Arthur A Stone, Joan E Broderick, Roberta E Goldman, Doerte U Junghaenel, Alicia Bolton, Marcella May, Stefan Schneider
Pain assessment that fully represents patients' pain experiences is essential for chronic pain research and management. The traditional primary outcome measure has been a patient's average pain intensity over a time period. In this series of three articles, we examine whether pain assessment can be enhanced by considering additional outcome measures capturing temporal aspects of pain, such as pain maxima, duration, and variability. Ecological momentary assessment (EMA) makes the assessment of such indices readily available...
September 15, 2020: Journal of Pain
Jana Borovskis, Rocco Cavaleri, Felicity Blackstock, Simon J Summers
Exercise-induced hypoalgesia (EIH) describes acute reductions in pain that occur following exercise. Current evidence suggests that the magnitude of EIH is small-to-moderate at best, warranting exploration of novel avenues to bolster these effects. Transcranial direct current stimulation (tDCS) has been shown to relieve pain and represents a promising intervention that may enhance EIH. This study aimed to determine whether anodal tDCS of the primary motor cortex (M1) can augment EIH in healthy individuals experiencing experimentally-induced musculoskeletal pain...
September 11, 2020: Journal of Pain
Emily P Mills, Rahena Akhter, Flavia Di Pietro, Greg M Murray, Chris C Peck, Paul M Macey, Luke A Henderson
Evidence in preclinical models of chronic pain and human psychophysical investigations has suggested that alterations in endogenous brainstem pain-modulation circuit functioning are critical for the initiation and maintenance of pain. Whilst preclinical models have begun to explore the functioning of this circuitry in chronic pain, little is known about such functioning in humans with chronic pain. The aim of this investigation was to determine whether individuals with chronic non-neuropathic pain, painful Temporomandibular Disorders (TMD), display alterations in brainstem pain-modulating circuits...
September 4, 2020: Journal of Pain: Official Journal of the American Pain Society
Yael Lahav, David Levy, Avi Ohry, Gabi Zeilig, Meir Lahav, Hava Golander, Anat-Chacham Guber, Orit Uziel, Ruth Defrin
Chronic pain induces a multitude of harmful effects; recently it has been suggested that chronic pain is also associated with premature aging, manifested in shortened telomere length (TL). However, evidence for this hypothesis is scarce and inconsistent. The aim was twofold: 1) Investigate whether chronic pain is associated with premature aging, and 2) Determine whether physical exercise (PE) moderates this association if it exists. Participants were 116 male subjects, with (n=67) and without chronic pain (n=49)...
August 13, 2020: Journal of Pain: Official Journal of the American Pain Society
Shan Wang, Christopher Eccleston, Edmund Keogh
We are able to recognise others' experience of pain from their facial expressions. However, little is known about what makes the recognition of pain possible and whether it is similar or different from core emotions. This study investigated the mechanisms underpinning the recognition of pain expressions, in terms of spatial frequency (SF) information analysis, and compared pain with two core emotions (i.e. fear and happiness). Two experiments using a backward masking paradigm were conducted to examine the time course of low- and high-SF information processing, by manipulating the presentation duration of face stimuli and target-mask onset asynchrony...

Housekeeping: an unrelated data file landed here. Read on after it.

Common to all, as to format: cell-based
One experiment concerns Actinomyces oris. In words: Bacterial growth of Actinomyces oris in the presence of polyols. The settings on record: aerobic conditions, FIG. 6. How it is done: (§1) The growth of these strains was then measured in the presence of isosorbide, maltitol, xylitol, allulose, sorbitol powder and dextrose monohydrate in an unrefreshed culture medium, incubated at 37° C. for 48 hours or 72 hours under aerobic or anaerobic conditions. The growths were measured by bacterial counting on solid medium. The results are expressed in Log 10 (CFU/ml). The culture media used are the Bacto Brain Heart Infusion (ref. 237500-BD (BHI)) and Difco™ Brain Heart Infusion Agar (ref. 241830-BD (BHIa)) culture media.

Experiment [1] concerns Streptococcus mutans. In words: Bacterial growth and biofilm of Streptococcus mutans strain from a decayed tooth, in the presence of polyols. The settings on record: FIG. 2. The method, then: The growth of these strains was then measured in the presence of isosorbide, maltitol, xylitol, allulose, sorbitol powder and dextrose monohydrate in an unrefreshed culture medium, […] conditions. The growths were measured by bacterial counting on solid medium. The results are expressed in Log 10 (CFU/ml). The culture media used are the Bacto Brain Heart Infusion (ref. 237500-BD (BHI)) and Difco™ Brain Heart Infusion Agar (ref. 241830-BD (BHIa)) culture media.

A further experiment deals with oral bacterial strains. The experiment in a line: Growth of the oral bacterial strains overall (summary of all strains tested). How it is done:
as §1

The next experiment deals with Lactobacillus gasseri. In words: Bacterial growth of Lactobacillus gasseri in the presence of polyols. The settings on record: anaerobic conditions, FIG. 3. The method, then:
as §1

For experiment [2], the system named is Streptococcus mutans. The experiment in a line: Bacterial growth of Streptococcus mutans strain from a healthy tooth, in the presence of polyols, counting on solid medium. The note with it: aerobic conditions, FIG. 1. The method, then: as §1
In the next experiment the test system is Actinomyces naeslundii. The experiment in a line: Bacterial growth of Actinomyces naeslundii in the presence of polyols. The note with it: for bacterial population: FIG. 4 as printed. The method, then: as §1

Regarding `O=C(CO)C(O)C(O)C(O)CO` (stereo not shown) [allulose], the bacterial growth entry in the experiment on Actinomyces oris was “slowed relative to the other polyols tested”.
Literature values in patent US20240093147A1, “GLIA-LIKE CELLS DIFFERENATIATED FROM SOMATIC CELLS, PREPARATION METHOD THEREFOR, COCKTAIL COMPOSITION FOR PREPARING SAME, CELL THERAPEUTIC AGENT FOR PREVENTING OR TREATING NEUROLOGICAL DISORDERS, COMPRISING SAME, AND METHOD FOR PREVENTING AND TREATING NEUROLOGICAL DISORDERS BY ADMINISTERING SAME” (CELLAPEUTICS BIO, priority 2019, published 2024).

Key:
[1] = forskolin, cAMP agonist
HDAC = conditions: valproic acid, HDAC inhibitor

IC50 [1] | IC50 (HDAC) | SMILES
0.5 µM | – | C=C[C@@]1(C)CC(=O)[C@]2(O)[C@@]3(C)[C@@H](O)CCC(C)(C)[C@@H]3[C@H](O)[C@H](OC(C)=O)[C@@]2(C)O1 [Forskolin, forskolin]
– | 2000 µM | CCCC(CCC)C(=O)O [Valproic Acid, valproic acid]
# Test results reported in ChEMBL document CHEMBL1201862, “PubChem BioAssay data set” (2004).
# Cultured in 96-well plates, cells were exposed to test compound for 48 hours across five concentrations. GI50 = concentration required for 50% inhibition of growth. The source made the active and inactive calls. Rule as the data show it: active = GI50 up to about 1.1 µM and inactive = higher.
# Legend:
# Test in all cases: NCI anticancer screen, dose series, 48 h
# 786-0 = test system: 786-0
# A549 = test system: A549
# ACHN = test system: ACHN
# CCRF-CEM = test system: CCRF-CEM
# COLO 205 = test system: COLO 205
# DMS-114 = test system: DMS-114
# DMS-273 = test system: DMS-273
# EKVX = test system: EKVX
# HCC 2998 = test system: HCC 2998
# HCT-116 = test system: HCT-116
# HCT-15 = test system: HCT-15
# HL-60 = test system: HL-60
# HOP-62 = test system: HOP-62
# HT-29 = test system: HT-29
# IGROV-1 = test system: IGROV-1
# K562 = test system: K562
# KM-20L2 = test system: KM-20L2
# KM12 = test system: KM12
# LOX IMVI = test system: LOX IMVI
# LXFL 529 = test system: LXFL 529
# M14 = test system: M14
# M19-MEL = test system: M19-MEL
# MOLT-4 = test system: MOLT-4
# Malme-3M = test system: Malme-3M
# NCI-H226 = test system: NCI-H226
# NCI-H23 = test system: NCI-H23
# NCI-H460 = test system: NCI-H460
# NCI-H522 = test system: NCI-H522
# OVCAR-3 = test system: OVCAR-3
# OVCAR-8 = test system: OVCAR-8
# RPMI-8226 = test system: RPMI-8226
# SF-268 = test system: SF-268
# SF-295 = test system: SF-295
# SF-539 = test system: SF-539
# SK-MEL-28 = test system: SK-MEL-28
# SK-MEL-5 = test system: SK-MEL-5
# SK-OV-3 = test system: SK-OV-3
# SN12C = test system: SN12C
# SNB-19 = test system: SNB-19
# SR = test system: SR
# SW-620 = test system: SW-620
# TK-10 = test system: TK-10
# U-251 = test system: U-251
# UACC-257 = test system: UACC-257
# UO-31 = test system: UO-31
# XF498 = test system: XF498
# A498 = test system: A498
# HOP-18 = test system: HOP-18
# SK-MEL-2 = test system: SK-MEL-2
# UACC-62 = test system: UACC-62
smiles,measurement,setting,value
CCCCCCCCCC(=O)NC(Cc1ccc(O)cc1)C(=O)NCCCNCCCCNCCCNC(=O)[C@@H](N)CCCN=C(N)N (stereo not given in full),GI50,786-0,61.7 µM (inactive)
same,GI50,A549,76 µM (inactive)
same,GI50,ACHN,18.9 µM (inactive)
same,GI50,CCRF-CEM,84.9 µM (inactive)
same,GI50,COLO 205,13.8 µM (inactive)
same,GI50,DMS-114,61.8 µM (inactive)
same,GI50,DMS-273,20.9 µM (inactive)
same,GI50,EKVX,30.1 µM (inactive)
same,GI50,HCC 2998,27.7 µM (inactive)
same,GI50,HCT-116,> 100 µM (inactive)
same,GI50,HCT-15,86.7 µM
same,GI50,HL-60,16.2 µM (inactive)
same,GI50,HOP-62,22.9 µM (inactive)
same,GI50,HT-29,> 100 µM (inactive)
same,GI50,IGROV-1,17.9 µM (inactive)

August 6, 2020: Journal of Pain
Xue Tian, He Zhu, Shibin Du, Xue-Qing Zhang, Fuqing Lin, Fengtao Ji, Yung-Hao Tsou, Zhongyu Li, Yi Feng, Kathryn Ticehurst, Stephen Hannaford, Xiaoyang Xu, Yuan-Xiang Tao
The management of persistent postsurgical pain and neuropathic pain remains a challenge in the clinic. Local anesthetics have been widely used as simple and effective treatment for these two disorders, but the duration of their analgesic effect is short. We here reported a new poly lactic-co-glycolic acid (PLGA)-coated ropivacaine that was continuously released in vitro for at least 6 days. Peri-sciatic nerve injection of the PLGA-coated ropivacaine attenuated paw incision-induced mechanical allodynia and heat hyperalgesia during the incisional pain period, and spared nerve injury-induced mechanical and cold allodynia for at least 7 days post-injection...
July 30, 2020: Journal of Pain: Official Journal of the American Pain Society
Jacklynn M Fitzgerald, Emily L Belleau, Lauren E Ehret, Colleen Trevino, Karen J Brasel, Christine Larson, Terri deRoon-Cassini
There is significant heterogeneity in pain outcomes following motor vehicle crashes (MVCs), such that a sizeable portion of individuals develop symptoms of chronic pain months after injury while others recover. Despite variable outcomes, the pathogenesis of chronic pain is currently unclear. Previous neuroimaging work implicates the dorsal anterior cingulate cortex (dACC) in adaptive control of pain, while prior resting state functional magnetic resonance imaging studies find increased functional connectivity (FC) between the dACC and regions involved in pain processing in those with chronic pain...